And, granted, the Bulls’ play style could look markedly different under Billy Donovan. But the point stands.
While Ball's shooting splits leave much to be desired from an efficiency standpoint — his 46.4% true shooting with Illawara is woeful — a tight and inventive handle package, paired with feathery soft touch, could foreshadow his scoring coming along as his body matures. Bungled layups and bricked jumpers permeate his Illawara tape, but so do tantalizing flashes.
The form is admittedly uneven, but seriously, look at some of the touch on some of the floaters and finishes in this reel and tell me this guy isn’t going to be able to put balls in the basket.
The gamble is that ironing out shoddy shot selection and mechanical tweaks will mask some of the more unsightly misses in Ball’s portfolio, and that packing on muscle will help him get all the way to the rim more frequently. He’s at least confident shooting off the dribble, and has shown an ability to make shots from anywhere on the floor with his feet set, which, in the NBA, is a chunk of the battle. His ability to break down defenses with the ball in his hands, at least, should translate, and with it, scoring opportunities for himself and his teammates can follow.
Ball was prone to defensive breakdowns of his own in Australia, an area that’s expected to present a steep learning curve in the NBA. There, the bet is that his length (which propelled him to a 2.62 percent steal rate in his 12 regular-season games), body continuing to develop, and IQ will eventually win out over lapsed possessions and make him playable with proper support around him. Eventually is the operative word, though. That will take time.
Are any of the above safe wagers, per say? Maybe. Maybe not. Like many prospects atop draft boards this season, there are an abundance of pros in Ball’s profile, and numerous red flags too. But his feel, handle, touch and positional size present a blend of skills and attributes that are both undeniable and directly palatable to the modern game.
How would he fit in Chicago? At first glance, it might seem a clunky match. White just usurped Tomáš Satoranský for the starting point guard spot in the last game of the 2019-20 season. He and LaVine are excited to play alongside one another, and both have stated determination to work on their playmaking in expectation of assuming heavy on-ball responsibilities next season.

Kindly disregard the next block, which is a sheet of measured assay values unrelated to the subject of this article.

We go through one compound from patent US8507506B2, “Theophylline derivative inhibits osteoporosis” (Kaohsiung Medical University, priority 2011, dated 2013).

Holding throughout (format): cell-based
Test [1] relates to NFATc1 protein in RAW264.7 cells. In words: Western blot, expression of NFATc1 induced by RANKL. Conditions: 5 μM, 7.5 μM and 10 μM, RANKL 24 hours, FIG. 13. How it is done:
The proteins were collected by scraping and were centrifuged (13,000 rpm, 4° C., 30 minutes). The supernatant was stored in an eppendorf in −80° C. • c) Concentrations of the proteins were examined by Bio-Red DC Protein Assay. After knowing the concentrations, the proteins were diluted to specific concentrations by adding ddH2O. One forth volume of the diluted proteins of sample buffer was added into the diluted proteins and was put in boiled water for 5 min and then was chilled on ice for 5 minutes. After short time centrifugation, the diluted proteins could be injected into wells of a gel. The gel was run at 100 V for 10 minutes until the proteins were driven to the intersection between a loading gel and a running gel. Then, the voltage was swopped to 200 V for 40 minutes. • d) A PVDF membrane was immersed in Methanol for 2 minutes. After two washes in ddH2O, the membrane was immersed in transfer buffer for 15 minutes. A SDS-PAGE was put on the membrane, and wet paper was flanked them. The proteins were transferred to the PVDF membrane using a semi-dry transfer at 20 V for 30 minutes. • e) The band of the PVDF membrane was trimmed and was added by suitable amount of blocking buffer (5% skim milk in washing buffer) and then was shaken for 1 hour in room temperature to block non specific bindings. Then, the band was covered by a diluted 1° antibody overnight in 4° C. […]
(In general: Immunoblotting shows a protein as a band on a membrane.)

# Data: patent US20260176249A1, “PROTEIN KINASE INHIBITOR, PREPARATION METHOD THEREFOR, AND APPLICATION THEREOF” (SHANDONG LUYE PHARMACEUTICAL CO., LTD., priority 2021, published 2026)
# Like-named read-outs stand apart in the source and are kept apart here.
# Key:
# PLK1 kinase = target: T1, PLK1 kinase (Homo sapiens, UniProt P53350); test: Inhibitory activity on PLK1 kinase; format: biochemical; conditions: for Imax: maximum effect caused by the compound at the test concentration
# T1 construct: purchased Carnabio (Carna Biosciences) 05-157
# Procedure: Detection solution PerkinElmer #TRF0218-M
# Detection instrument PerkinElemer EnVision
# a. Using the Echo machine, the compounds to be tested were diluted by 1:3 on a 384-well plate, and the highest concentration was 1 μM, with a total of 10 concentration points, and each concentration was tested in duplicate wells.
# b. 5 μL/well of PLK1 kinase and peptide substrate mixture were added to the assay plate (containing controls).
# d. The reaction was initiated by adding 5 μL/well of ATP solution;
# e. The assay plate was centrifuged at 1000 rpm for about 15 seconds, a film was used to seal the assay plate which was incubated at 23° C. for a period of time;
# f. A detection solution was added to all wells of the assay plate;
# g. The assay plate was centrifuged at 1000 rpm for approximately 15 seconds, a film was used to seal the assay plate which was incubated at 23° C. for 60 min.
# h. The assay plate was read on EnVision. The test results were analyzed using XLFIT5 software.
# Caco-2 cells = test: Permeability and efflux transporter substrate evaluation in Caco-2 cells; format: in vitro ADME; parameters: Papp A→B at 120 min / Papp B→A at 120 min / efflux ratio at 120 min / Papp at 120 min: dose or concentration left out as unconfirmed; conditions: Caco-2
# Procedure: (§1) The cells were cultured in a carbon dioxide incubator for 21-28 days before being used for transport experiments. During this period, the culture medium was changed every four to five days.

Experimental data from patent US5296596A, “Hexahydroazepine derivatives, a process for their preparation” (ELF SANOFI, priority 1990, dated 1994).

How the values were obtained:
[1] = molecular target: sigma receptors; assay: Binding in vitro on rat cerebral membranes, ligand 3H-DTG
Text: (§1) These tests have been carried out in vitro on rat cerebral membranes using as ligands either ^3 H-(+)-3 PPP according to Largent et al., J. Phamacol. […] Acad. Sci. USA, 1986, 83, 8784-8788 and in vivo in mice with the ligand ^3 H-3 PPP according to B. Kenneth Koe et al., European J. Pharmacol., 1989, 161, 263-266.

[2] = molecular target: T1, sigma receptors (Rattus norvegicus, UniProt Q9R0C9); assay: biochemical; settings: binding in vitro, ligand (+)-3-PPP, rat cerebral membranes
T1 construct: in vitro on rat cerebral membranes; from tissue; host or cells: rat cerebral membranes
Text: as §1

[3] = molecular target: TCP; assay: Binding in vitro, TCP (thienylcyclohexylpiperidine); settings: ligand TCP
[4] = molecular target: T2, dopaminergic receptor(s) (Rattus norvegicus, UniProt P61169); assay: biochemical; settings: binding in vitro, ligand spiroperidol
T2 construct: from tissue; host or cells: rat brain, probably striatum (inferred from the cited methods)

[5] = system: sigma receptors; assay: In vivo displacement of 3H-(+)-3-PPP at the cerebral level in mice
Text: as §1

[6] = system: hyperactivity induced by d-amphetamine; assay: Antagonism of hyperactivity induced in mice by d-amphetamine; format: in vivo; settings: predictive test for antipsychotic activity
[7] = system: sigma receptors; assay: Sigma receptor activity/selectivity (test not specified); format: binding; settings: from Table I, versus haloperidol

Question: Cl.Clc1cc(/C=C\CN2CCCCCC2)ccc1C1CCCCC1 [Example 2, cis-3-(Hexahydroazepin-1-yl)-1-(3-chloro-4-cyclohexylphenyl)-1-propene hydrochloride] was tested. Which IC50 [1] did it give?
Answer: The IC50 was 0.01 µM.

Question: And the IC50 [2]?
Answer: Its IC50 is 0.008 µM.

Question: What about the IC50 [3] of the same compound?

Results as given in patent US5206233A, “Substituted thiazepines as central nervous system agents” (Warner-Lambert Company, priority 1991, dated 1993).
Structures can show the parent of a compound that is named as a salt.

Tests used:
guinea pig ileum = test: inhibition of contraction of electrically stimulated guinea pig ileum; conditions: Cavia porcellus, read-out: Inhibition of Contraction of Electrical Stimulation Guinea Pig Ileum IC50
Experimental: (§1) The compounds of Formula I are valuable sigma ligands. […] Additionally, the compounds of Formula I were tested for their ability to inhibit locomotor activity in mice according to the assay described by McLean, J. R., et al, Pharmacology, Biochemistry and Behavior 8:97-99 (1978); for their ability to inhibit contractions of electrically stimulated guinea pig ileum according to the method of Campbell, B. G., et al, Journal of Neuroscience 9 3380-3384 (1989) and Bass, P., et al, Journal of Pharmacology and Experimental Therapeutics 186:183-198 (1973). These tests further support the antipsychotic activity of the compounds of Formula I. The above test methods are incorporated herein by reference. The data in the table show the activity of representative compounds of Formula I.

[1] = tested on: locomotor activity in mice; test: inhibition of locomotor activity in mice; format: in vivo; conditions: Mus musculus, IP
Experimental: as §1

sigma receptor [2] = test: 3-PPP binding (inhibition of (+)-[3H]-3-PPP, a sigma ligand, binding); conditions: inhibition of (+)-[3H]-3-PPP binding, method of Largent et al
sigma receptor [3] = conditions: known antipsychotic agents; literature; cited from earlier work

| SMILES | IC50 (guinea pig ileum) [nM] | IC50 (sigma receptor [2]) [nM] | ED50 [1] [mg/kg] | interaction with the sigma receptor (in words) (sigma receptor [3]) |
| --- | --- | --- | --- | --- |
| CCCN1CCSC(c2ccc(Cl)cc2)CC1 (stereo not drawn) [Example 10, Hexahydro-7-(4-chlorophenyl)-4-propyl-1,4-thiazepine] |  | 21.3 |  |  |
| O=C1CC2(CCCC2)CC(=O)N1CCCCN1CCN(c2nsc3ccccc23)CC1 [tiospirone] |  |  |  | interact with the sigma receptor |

No one doubts either’s capacity to improve, however marginally, in that area. LaVine has steadily gotten better every season of his career, and is coming off his best campaign. White is 20.
But someone of Ball’s facilitatory acumen can alleviate pressure from two guys whose greatest NBA talents revolve around getting buckets. LaVine was lethal in limited catch-and-shoot opportunities last season, White was fine. LaVine’s athleticism and White’s speed present the potential to be lethal threats playing off a transcendent facilitator, whether in halfcourt sets or transition sprints. With Ball setting the table, some intriguing offensive possibilities arise.
Consider this: The Bulls’ most efficient three-man group on the offensive end of the floor last season (min. 50 mins played) was Satoranský, White and LaVine. Lineups featuring those three scored at a rate of 114.6 points per 100 possessions in 342 cumulative minutes, a mark that would have ranked second in the NBA (albeit in a limited sample), with sterling shooting figures — 55.8% effective field goal percentage and 58.8% true shooting. Introducing Ball’s on-ball dynamism in place of Satoranský could be electric — though the group would have much to prove defensively before it could be leaned on (lineups featuring the Sato-White-LaVine trio sported a 115.0 defensive rating, placing their net rating in the red).
Then think of the Lauri Markkanen-Wendell Carter Jr. frontcourt. Both would benefit tremendously from a truly masterful pick-and-roll creator. Given the handling gravity Ball could one day consistently attract, picture Markkanen or Carter playing off him.
Ball, himself, didn’t bite the bait on the question of team-specific fits during his NBA Draft Combine media availability session.
“No, I haven’t had any contact with them,” Ball said when asked about his communication with the Bulls. “And fit in? I feel like I’ll fit in anywhere.” He went on to reject having spoken to every team he was asked about except the New York Knicks, reiterating that he’d fit with any team all along the way.
So is the enigma of LaMelo Ball. A one of one talent, he may not even be available when the Bulls select at No. 4. Cases can be made for all three of the teams above to select him — the Minnesota Timberwolves and Charlotte Hornets, especially.
But if he’s there for the taking, he could be exactly what the Bulls need to inject life into their once-moribund offense and begin dragging them out from under the rebuild.
Full disclosure: This piece doesn’t much touch on the Ball family dynamic, or LaMelo’s personality/his reputation as a teammate behind the scenes, because, having never met LaMelo or anyone in his family, I don’t feel qualified to write about or analyze that.
Here are two fairly recent features that do a good job coloring in his background if you’re interested in learning more there. Take from them what you will: